• Court representation

Visit caba.org.uk for more information on the debt management service or to find out about the financial assistance and other support to members, former members and their families.

About the support members scheme

The Support Members Scheme provides support to members of ICAEW who are in difficulty. The support members offer totally confidential, non-judgemental telephone or face to face support to members of any age, in any circumstances and relating to your professional or personal life. They are trained to listen and are familiar with all of ICAEW's relevant procedures as well as other specialised helplines and resources. Support members themselves come from a variety of backgrounds but are all members of ICAEW committed to helping other members.

If you feel you could benefit from discussing your situation with a support member, please contact the scheme on +44 (0)800 917 3526 or email support.members@icaew.com. Contact information for support members is also available on the website icaew.com/supportmembers.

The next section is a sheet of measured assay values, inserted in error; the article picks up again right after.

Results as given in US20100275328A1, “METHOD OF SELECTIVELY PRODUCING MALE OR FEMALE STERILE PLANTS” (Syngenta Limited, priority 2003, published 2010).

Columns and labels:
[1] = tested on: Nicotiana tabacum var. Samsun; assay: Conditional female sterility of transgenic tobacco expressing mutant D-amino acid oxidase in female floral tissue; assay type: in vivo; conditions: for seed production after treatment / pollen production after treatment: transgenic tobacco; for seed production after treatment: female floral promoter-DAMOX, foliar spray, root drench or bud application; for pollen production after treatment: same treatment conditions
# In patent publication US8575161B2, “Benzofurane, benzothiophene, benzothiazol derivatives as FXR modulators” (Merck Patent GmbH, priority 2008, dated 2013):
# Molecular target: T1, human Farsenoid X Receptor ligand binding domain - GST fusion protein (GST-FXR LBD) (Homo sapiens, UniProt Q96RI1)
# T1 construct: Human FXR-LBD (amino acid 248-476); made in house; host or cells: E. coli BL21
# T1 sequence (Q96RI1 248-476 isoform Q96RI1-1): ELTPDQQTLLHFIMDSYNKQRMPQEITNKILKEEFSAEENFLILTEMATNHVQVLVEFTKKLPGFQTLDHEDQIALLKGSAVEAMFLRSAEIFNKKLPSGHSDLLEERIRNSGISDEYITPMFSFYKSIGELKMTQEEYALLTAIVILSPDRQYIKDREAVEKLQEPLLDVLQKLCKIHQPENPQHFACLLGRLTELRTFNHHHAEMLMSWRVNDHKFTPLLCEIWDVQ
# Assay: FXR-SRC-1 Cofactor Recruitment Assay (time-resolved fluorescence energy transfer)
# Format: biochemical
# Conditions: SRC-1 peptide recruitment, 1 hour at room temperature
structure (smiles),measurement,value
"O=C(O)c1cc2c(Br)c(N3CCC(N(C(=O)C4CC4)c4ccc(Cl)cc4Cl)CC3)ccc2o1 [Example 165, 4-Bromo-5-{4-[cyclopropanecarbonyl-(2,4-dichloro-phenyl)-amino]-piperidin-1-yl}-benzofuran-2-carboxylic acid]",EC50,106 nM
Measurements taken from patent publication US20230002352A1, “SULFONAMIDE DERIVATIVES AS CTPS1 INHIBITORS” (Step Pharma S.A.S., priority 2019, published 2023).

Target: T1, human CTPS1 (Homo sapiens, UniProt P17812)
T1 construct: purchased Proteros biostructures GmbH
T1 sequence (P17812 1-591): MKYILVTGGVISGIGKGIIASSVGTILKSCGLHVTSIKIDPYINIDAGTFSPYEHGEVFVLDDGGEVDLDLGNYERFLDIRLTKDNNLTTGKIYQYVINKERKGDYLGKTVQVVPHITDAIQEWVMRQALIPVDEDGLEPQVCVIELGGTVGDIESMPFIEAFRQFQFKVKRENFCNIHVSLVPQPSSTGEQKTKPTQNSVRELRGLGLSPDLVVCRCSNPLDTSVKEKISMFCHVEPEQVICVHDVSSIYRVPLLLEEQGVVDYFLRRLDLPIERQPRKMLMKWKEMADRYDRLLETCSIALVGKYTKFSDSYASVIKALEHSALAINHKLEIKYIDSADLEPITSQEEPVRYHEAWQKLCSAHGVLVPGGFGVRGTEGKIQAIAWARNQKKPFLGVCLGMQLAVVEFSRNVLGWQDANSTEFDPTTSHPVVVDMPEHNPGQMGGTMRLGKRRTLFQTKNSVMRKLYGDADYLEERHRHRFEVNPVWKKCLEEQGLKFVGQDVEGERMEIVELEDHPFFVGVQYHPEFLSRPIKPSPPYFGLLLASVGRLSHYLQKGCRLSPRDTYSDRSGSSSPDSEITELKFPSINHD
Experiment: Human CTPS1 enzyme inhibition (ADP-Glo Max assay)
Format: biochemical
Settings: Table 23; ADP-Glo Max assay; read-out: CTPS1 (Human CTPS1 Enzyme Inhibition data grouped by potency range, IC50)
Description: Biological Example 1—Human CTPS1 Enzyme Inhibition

Terms and conditions

© ICAEW 2021  All rights reserved.

ICAEW cannot accept responsibility for any person acting or refraining to act as a result of any material contained in this helpsheet. This helpsheet is designed to alert members to an important issue of general application. It is not intended to be a definitive statement covering all aspects but is a brief comment on a specific point.

ICAEW members have permission to use and reproduce this helpsheet on the following conditions:

  • This permission is strictly limited to ICAEW members only who are using the helpsheet for guidance only.
  • The helpsheet is to be reproduced for personal, non-commercial use only and is not for re-distribution.

For further details members are invited to telephone the Technical Advisory Service T +44 (0)1908 248250. The Technical Advisory Service comprises the technical enquiries, ethics advice and anti-money laundering helplines. For further details visit icaew.com/tas